28 April 2004
Four Berkeley faculty elected to National Academy of Sciences
The National Academy of Sciences (NAS) has announced the election of new members, among them four UC Berkeley professors. The newly elected scientists bring the total number of NAS members on the Berkeley faculty to 132.
The new electees are A. Paul Alivisatos, Chancellor’s Professor of Chemistry and Materials Science in the College of Chemistry and director of the Molecular Foundry at Lawrence Berkeley National Laboratory; Raymond Jeanloz, professor of earth and planetary science and of astronomy in the College of Letters & Science; George Oster, professor of cell and developmental biology and of environmental science, policy and management in the College of Natural Resources; and Peter Quail, professor of plant biology in the College of Natural Resources and research director of the Plant Gene Expression Center, a joint collaboration between Berkeley and the U.S. Department of Agriculture.
The four were among 72 new members and 18 foreign associates from 13 countries announced at the 141st annual meeting of the academy. Election to membership in NAS is considered one of the highest honors that can be accorded a U.S. scientist or engineer, recognizing distinguished and continuing achievements in original research. Those elected this year bring the total number of active members to 1,949. Foreign associates are non-voting members of the academy, with citizenship outside the United States; this year’s election brings the total number of foreign associates to 351.
A total of 15 of the new NAS members are affiliated with the University of California, including four from UC San Francisco. The San Diego and Davis campuses are home to two new members each, while the Los Angeles, Irvine, and Santa Barbara campuses each had one faculty member elected to the NAS.
The National Academy of Sciences is a private organization of scientists and engineers dedicated to the furtherance of science and its use for the general welfare. It was established in 1863 by a congressional act of incorporation, signed by Abraham Lincoln, which calls on the academy to act as an official adviser to the federal government, upon request, in any matter of science or technology.
A full list of new NAS members can be found online at national-academies.org/nas.
Carlos Bustamante, professor of molecular and cell biology, physics, and chemistry, was one of 16 individuals honored at the National Academy of Science’s annual awards ceremony, held in Washington, D.C., on April 19.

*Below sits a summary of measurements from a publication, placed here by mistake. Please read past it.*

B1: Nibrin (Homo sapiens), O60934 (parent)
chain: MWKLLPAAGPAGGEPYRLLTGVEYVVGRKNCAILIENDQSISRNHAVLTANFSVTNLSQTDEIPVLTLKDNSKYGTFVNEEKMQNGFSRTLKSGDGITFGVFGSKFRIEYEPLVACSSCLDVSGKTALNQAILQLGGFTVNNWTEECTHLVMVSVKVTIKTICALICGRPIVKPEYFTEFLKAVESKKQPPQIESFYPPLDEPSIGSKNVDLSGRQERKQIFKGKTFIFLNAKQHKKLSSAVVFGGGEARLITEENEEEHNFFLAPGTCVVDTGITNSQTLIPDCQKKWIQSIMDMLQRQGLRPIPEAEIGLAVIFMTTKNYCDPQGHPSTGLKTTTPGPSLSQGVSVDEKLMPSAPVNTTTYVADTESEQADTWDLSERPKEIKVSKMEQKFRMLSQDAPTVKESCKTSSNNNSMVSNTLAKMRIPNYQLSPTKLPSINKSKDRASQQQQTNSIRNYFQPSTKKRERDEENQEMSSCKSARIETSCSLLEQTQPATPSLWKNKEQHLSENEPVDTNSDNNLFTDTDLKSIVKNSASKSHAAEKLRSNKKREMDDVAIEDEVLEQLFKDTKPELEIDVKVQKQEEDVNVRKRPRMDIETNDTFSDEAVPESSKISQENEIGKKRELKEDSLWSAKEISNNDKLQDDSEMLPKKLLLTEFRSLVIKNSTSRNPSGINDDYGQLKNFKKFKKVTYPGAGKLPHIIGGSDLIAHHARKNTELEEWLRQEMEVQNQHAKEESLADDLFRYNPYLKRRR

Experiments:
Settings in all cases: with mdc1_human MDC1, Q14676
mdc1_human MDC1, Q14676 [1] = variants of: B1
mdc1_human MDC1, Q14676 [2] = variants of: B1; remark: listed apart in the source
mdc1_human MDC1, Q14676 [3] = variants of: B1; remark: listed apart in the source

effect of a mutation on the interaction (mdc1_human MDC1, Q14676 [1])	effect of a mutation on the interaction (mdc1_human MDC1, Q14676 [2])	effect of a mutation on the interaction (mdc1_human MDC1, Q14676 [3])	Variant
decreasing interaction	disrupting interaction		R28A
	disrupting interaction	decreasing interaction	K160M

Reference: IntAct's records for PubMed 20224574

Bustamante received the Alexander Hollaender Award in Biophysics — a prize of $20,000 awarded every three years. The NAS cited Bustamante “for his ingenious use of atomic force microscopy and laser tweezers to study the biophysical properties of proteins, DNA, and RNA, one molecule at a time.”
Filmmaker Jon Else received a lifetime achievement award at the San Francisco International Film Festival on April 25. Else accepted the prestigious Golden Gate Persistence of Vision Award at a screening of his 1979 documentary, The Day After Trinity: J. Robert Oppenheimer and the Atomic Bomb.
A professor in the Graduate School of Journalism, Else began his directing career with his 1975 film, Arthur and Lillie. He is widely known, as a director, for such films as Yosemite: The Fate of Heaven, Cadillac Desert, and Sing Faster: The Stagehands’ Ring Cycle. As cinematographer, he has worked on hundreds of documentaries, including Eyes On The Prize: America’s Civil Rights Years (on which he was also series producer), The BBC/PBS series History of Rock and Roll, Who Are the DeBolts? And Where Did They Get Nineteen Kids? (Academy Award 1976), and the new feature documentary, Tupac: Resurrection.
The winner of numerous awards including a MacArthur Fellowship and four national Emmys, Else has just returned from doing camera work on a documentary about Afghanistan’s constitutional Loya Jirga, and is beginning a new film about nuclear weapons.
Robert Ritchie, professor of materials science and engineering and head of the materials science division at Lawrence Berkeley Lab, has been named as a fellow by the Minerals, Metals and Materials Society of the American Institute of Mining, Metallurgical, and Petroleum Engineers. The award, which is restricted to 100 living members, was presented in Charlotte, N.C., in March “for outstanding contributions to the understanding of mechanisms of fatigue and fracture of materials.”